Fayetteville, NC

Tactics Used

Reverse stings
Shaming
Auto seizure
Community service
Public education
Neighborhood action
SOAP orders
John school
Letters
Cameras
Web stings
License suspension

Fayetteville is a city of approximately 206,000 residents, located about 60 miles south of Raleigh in Cumberland County, North Carolina.  Street prostitution and child sex trafficking have posed considerable problems for the city for decades, with illegal activities frequently concentrated along major roadways leading to and from Fort Bragg, a major U.S. Army installment situated just south of the city.  Violence committed against sex sellers in Fayetteville is well documented.  For example, in May 2009, a women engaged in prostitution was stabbed in the back five times by a john, who admitted to previously murdering a prostituted woman in the city. This predation on sex sellers and trafficking victims in Fayetteville is not an isolated case; a serial killer who specifically targeted women offering prostitution was active in the city in the mid-2000s.  In 2008, police detectives believed several serial rapists were targeting sex sellers, and in subsequent years, at least one was captured.

To address the issue, the Fayetteville Police Department has conducted street-level reverse stings since at least 1976. In March and April of that year, Cumberland County sheriff’s deputies and FPD officers arrested 71 individuals in the city for prostitution-related offenses, including several armed servicemen. As in many of its early operations, the FPD sent both male and female officers undercover, having them pose as both decoy sellers and buyers.

Although it is unclear when Fayetteville law enforcement formally adopted their shaming policy, local newspapers have run the names and other identifying information of arrestees since at least 1976. As operations became more frequent, members of the local media began to publicize the full arrest information (including the name, age, and home address) of each offender, suggesting such details were systematically distributed by law enforcement.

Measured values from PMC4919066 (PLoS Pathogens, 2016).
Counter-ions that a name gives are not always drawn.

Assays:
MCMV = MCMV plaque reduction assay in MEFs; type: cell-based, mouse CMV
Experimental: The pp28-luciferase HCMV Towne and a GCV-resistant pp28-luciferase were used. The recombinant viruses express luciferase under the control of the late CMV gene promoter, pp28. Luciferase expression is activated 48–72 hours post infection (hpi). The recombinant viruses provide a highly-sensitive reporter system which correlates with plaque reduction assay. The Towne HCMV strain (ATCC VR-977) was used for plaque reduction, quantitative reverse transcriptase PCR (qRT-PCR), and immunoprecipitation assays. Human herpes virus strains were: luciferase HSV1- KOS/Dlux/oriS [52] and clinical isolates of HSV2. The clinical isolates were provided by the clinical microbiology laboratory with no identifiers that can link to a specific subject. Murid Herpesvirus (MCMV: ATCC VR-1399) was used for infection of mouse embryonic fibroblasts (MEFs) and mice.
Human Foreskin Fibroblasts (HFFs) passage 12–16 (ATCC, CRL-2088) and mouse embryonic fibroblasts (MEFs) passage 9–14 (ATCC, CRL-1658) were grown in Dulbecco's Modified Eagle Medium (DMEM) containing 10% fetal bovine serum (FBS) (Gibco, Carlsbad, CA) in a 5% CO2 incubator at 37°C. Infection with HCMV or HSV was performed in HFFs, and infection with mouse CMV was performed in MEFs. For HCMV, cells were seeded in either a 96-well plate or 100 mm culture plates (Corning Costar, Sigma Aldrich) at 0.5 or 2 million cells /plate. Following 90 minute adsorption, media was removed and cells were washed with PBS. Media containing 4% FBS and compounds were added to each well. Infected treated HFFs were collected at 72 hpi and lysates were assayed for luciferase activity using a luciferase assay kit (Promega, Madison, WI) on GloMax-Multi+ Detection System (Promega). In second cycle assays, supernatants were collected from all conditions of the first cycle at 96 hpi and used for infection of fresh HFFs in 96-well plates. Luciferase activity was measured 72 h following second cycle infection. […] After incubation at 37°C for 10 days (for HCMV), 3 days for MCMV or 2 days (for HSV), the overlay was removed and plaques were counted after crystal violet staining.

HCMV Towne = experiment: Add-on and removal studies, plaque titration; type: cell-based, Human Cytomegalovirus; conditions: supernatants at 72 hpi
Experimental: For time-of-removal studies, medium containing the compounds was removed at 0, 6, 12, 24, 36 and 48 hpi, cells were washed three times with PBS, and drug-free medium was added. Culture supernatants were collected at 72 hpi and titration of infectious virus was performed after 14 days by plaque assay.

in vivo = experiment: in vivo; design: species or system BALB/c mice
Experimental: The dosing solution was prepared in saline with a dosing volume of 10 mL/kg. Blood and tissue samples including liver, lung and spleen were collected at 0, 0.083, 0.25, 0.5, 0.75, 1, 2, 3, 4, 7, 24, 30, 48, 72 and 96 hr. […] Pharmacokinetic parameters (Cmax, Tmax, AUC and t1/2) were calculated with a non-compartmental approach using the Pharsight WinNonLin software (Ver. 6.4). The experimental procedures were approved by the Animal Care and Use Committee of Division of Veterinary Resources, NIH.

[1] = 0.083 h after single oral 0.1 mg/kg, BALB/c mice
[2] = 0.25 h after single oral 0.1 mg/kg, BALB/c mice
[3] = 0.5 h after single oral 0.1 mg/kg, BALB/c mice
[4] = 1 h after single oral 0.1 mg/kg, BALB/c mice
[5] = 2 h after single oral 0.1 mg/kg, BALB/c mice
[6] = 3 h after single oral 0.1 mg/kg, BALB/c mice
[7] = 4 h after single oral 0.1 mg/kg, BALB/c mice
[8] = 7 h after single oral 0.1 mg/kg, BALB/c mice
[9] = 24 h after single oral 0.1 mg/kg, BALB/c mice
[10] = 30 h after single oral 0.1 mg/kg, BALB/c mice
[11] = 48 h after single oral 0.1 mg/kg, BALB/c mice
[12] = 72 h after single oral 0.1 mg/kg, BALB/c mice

In July 1988, nine johns convicted of soliciting for prostitution in Fayetteville were ordered not to loiter in the area where they had were arrested (namely, the U.S. 401 Bypass and Fort Bragg reservation), but it is unclear if these orders came with enforceable penalties if violated (e.g., re-arrest or fining).

Unusually, the city has on at least one occasion opted to dismiss all of the charges brought against individuals during one of its own prostitution stings. In August 2002, following a July sting that netted 32 men and women for attempting to buy or sell sex, Fayetteville Police decided to dismiss all of the charges levied against those arrested after “they discovered that an officer from another county was caught in an undercover enforcement operation but not charged. At the time, a FPD officer commented that “[they] didn’t condone selective enforcement in an operation.”  However, that dismissal of charges appears to have been an anomaly rather than a change in policy.  Reverse stings have occurred since, including a January 2017 street-level operation resulting in the arrest of 14 sex buyers.

Key Partners

Key Sources

Reverse Stings and Shaming:

SOAP Orders:

Neighborhood Action:

Sex Trafficking and Child Sexual Exploitation in the Area:

Background on Prostitution in the Area:

Documented Violence against Individuals Engaged in Prostitution in the Area:

State North Carolina
Type City
Population 171853
Location
Comments are closed.